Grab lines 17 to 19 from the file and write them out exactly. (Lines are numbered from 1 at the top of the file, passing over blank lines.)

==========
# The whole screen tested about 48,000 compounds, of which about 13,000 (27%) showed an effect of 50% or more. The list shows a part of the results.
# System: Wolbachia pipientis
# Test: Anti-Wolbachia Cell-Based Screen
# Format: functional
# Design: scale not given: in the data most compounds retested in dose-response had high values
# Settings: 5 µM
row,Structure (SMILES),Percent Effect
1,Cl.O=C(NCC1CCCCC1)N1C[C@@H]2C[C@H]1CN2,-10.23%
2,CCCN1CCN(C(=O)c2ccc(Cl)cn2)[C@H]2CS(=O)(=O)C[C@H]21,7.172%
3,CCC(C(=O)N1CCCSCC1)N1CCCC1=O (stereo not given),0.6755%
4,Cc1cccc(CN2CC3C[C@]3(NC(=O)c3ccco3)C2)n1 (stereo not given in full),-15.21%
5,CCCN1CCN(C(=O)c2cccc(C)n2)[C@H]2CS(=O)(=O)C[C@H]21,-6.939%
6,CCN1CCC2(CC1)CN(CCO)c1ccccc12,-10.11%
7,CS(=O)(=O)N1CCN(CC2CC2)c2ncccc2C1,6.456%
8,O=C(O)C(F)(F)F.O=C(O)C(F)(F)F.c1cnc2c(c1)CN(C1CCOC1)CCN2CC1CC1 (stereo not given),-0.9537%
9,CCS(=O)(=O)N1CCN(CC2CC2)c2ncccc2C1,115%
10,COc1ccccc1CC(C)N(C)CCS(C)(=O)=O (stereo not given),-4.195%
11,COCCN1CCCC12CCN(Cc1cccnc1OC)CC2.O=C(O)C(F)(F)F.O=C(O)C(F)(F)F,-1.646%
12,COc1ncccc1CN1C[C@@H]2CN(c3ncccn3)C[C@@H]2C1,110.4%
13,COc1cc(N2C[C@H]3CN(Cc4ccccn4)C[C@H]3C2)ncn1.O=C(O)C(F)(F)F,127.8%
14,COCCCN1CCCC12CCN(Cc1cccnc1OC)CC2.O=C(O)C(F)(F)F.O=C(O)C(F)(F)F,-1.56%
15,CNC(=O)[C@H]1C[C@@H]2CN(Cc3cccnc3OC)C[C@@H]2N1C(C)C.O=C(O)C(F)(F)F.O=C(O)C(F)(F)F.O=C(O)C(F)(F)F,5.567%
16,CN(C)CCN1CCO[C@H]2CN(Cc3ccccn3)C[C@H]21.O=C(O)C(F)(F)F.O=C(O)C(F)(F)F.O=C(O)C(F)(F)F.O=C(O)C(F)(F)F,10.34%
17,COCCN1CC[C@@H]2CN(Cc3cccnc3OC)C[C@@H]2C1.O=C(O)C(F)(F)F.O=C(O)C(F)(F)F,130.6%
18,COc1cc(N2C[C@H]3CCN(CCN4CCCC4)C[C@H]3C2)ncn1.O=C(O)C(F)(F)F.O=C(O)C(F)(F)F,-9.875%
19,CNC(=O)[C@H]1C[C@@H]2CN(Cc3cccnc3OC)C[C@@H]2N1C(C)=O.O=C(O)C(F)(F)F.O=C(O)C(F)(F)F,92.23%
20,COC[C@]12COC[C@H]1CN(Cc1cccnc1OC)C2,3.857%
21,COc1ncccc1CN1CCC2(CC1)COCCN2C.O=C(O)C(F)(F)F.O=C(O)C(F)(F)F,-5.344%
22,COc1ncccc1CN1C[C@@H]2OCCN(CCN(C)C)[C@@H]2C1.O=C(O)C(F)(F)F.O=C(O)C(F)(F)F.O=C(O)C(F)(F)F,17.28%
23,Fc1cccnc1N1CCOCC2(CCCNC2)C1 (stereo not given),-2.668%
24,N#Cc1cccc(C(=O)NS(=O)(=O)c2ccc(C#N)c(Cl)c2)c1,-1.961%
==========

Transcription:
10,COc1ccccc1CC(C)N(C)CCS(C)(=O)=O (stereo not given),-4.195%
11,COCCN1CCCC12CCN(Cc1cccnc1OC)CC2.O=C(O)C(F)(F)F.O=C(O)C(F)(F)F,-1.646%
12,COc1ncccc1CN1C[C@@H]2CN(c3ncccn3)C[C@@H]2C1,110.4%